BFI Flare film recommendation: AIDS Diva

Today is the last day of BFI Flare and there are so many great films to watch – I can pretty well recommend any of them. So dive in and enjoy a final day of fabulous queer film – features and shorts, dramas and documentaries.

The film I want to talk about – AIDS Diva: The Legend of Connie Norman – is not the biggest or the best, but one which really spoke to me, probably because the threads of fighting a devastating virus and a lack of government care, trans oppression and police violence are still, tragically, as true today in the UK as they were in 1980s and 1990s Los Angeles.

Connie Norman was an activist and member of ACT Up in Los Angeles, a trans woman who was HIV positive, a former drag queen and drug addict. She was angry at her oppression and the government’s dilatory approach to tackling AIDS, but she was also funny, honest and humane. As one contributor says in the film, “Her rage never overtook her”.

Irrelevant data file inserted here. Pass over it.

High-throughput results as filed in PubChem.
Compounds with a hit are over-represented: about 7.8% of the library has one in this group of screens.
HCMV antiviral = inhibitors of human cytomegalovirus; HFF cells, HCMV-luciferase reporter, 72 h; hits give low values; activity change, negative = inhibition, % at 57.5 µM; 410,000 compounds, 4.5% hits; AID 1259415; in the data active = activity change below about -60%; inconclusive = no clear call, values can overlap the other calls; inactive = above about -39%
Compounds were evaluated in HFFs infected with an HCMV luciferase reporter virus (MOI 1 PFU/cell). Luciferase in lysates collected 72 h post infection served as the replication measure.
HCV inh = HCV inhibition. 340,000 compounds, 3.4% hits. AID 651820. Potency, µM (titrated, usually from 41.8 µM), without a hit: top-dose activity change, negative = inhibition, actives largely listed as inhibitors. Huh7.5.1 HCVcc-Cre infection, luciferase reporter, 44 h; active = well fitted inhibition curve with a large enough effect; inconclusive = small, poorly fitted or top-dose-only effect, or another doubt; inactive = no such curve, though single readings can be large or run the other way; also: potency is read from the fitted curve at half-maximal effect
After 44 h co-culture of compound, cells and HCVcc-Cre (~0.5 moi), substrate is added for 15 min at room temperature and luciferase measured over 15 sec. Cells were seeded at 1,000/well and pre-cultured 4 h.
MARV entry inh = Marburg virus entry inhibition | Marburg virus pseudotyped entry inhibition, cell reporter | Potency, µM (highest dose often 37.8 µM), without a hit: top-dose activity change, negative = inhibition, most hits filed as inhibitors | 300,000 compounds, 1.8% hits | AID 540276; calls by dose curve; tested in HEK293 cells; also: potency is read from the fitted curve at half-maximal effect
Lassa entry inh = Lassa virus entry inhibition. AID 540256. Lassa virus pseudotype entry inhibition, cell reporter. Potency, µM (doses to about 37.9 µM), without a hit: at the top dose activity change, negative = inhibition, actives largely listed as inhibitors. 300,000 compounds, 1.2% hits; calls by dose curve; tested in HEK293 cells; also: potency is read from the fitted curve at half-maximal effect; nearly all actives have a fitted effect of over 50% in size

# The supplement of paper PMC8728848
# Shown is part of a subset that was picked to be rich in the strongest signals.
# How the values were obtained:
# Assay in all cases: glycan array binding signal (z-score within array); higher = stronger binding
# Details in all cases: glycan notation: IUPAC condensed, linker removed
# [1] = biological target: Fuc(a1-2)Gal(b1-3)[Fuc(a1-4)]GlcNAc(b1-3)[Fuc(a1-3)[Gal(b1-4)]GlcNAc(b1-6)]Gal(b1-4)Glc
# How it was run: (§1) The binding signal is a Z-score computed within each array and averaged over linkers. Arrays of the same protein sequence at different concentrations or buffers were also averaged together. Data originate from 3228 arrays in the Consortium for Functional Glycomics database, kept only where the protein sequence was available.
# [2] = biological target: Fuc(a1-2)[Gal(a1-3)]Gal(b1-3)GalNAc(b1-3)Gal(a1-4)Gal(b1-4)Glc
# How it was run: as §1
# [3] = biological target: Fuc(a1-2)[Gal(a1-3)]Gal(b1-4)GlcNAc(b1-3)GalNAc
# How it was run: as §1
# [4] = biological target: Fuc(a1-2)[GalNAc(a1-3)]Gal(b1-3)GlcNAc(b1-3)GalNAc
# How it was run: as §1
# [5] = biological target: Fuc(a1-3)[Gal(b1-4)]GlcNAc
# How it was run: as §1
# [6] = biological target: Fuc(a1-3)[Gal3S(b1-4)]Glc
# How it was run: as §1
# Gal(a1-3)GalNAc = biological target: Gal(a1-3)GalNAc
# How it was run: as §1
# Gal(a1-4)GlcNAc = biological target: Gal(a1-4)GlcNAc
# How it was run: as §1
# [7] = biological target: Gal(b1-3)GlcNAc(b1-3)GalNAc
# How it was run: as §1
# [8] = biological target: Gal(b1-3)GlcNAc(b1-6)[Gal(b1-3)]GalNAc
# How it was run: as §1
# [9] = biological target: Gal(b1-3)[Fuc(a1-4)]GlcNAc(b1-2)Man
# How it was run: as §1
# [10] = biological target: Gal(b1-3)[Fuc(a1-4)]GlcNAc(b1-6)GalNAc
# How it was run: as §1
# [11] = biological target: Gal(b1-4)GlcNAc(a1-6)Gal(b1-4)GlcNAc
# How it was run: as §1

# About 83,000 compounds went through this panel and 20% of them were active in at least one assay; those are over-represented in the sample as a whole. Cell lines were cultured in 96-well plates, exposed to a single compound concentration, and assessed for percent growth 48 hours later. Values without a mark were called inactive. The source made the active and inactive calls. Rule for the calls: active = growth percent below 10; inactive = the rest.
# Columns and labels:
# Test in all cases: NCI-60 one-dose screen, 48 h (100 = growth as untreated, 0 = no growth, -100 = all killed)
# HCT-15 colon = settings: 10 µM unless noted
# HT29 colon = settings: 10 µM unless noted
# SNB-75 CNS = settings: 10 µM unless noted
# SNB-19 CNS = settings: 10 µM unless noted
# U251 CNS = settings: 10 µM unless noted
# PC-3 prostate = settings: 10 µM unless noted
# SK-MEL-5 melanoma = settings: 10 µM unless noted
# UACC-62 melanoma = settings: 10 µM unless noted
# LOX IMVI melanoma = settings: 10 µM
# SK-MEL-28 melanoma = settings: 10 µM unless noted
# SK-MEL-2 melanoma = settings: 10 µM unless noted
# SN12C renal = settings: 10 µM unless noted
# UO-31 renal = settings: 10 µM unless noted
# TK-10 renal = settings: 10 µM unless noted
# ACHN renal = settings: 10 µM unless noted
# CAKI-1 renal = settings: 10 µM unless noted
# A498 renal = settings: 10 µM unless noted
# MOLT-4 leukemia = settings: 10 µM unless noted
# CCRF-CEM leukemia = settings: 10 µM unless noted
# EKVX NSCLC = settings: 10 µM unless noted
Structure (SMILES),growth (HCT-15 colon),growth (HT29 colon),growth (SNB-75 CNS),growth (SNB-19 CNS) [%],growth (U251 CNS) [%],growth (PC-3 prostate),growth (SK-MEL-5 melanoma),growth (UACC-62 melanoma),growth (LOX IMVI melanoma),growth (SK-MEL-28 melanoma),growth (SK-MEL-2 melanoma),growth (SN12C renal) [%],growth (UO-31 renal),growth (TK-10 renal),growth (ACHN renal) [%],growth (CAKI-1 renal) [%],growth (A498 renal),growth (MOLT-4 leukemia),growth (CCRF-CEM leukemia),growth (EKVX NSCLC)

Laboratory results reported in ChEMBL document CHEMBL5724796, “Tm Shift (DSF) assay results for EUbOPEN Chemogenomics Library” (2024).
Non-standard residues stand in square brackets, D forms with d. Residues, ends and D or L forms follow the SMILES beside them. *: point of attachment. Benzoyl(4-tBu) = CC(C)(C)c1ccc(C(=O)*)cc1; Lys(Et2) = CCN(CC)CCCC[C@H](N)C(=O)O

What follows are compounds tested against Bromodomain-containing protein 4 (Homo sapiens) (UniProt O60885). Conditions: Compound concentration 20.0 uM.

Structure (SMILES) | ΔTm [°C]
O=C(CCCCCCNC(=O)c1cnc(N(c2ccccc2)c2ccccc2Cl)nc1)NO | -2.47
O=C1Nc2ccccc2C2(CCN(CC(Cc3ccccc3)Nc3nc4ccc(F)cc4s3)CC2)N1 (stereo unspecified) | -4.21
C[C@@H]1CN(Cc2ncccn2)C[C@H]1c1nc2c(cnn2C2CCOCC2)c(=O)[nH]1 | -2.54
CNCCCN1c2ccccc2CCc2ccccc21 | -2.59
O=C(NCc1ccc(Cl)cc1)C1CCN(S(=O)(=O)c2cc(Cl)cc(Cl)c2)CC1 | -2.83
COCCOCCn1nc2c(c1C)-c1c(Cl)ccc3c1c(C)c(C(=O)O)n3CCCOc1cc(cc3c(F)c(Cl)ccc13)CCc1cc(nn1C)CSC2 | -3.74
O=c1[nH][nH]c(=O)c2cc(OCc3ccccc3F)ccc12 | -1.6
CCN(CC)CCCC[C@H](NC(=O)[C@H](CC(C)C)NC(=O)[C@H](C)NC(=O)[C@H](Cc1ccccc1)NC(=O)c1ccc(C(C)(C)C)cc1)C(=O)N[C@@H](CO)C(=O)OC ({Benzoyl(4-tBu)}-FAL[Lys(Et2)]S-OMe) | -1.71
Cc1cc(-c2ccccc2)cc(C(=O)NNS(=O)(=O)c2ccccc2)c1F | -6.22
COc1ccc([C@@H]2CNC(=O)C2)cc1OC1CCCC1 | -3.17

The film highlights her spirit, her passion, her eloquence and her rage. And it touches on so much that is relevant today. When asked why break windows, why fight the cops, she points out the violence that she and her siblings have undergone over so many years and feels the odd broken window is nothing in comparison. Discussing gender, she points out that western patriarchal society deals in absolutes, but gender “is a spectrum, a bell curve – most people fall somewhere on that curve”.

Eternally relevant, this is a powerful story of one of the activists on whose shoulders we now stand. As she says – listen to the still voice inside and be yourself.

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